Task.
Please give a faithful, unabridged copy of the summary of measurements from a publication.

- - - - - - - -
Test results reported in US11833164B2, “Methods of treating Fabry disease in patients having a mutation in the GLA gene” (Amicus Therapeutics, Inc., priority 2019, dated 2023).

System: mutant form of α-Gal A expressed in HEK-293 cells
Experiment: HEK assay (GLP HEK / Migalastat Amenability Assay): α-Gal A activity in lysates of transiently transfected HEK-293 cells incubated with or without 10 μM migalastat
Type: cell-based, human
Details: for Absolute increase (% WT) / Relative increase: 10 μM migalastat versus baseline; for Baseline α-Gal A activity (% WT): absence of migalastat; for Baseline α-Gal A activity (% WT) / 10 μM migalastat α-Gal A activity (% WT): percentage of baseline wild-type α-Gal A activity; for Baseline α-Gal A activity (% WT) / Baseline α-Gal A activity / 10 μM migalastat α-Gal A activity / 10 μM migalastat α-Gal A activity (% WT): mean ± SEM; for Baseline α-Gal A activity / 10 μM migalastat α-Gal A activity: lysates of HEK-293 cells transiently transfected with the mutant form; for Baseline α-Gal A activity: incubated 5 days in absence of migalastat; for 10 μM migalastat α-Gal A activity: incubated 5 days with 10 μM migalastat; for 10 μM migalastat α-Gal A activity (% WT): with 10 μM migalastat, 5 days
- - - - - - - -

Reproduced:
Test results reported in US11833164B2, “Methods of treating Fabry disease in patients having a mutation in the GLA gene” (Amicus Therapeutics, Inc., priority 2019, dated 2023).

System: mutant form of α-Gal A expressed in HEK-293 cells
Experiment: HEK assay (GLP HEK / Migalastat Amenability Assay): α-Gal A activity in lysates of transiently transfected HEK-293 cells incubated with or without 10 μM migalastat
Type: cell-based, human
Details: for Absolute increase (% WT) / Relative increase: 10 μM migalastat versus baseline; for Baseline α-Gal A activity (% WT): absence of migalastat; for Baseline α-Gal A activity (% WT) / 10 μM migalastat α-Gal A activity (% WT): percentage of baseline wild-type α-Gal A activity; for Baseline α-Gal A activity (% WT) / Baseline α-Gal A activity / 10 μM migalastat α-Gal A activity / 10 μM migalastat α-Gal A activity (% WT): mean ± SEM; for Baseline α-Gal A activity / 10 μM migalastat α-Gal A activity: lysates of HEK-293 cells transiently transfected with the mutant form; for Baseline α-Gal A activity: incubated 5 days in absence of migalastat; for 10 μM migalastat α-Gal A activity: incubated 5 days with 10 μM migalastat; for 10 μM migalastat α-Gal A activity (% WT): with 10 μM migalastat, 5 days